Alan Walbridge Ladd, Sr. (September 3rd 1913 — January 29th 1964) was an American actor that made frequent appearances in The Golden Age of Hollywood. He commonly appeared in Film Noir, many with Veronica Lake, but actually appeared in a variety of different film genres; his filmography has been calculated to over 90 appearances.
Ladd's film career was a rocky start. He wasn't seen as "leading man" material by Hollywood because they didn't believe he was conventionally attractive enough, but he was also held back because of his height note — a shortcoming that had made him a Butt-Monkey when he was a child. However, he began his acting career in the 1930s with uncredited roles, as well as many appearances on the radio.
Through Retroactive Recognition in a small part in Citizen Kane and an emotional death scene in Joan Of Paris, the studios noticed the potential of Ladd and offered him contracts and bigger roles. He starred in movie This Gun for Hire in 1942, which was said to have been in the making for almost ten years, and soon followed with Lucky Jordan and other parts, mostly being gangsters, often being compared to James Cagney. He halted acting for a while to serve in the army but was sent home on sick leave; he demanded a pay rise from Paramount in 1948, getting suspended in response. When he returned, he appeared in the wartime movie O.S.S. and the image-shifting lead role in The Great Gatsby 1949, which met a reluctant studio's expectations when it was a critical failure.
Ladd had a varied acting career. He could be a gangster in one film and a detective in another. Commonly, he was considered for roles (and even announced as the final pick), but was then rejected for the talents of someone else. He turned to westerns in the 1950s, most notably Shane with Jean Arthur, and then jumped between many studios in Hollywood and around the world. He created the production company Jaguar Productions in 1954 which soon defunct in the early 1960s and Ladd's career began to fail, reportedly retiring from acting in 1960. His personal life appeared to be dipping too: he was found unconscious with a bullet wound in his chest in 1962 which didn't actually kill him, leading to assumptions that it was a failed suicide attempt, but he later died in 1964 from a variety of alcohol and drug-related reactions. He was meant to make a career comeback with The Carpetbaggers, but was a success when it was released posthumously.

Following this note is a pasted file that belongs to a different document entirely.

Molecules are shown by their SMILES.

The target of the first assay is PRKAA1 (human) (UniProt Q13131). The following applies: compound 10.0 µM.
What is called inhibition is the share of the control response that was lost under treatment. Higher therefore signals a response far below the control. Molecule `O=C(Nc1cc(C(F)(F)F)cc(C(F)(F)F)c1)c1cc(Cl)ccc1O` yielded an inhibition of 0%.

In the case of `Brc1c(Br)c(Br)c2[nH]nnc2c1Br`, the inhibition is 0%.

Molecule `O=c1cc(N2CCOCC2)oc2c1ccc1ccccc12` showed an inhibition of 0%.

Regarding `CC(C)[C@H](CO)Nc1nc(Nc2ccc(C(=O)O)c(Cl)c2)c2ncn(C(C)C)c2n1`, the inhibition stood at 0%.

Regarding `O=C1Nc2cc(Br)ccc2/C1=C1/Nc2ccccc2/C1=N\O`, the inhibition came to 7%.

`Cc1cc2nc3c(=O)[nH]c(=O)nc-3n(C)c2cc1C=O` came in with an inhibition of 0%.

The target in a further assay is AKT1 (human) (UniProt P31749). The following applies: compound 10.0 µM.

Meanwhile, on TVTropes, you might know of his eldest son (also named Alan Ladd) who is an executive producer, that provides the page quote for Network to the Rescue.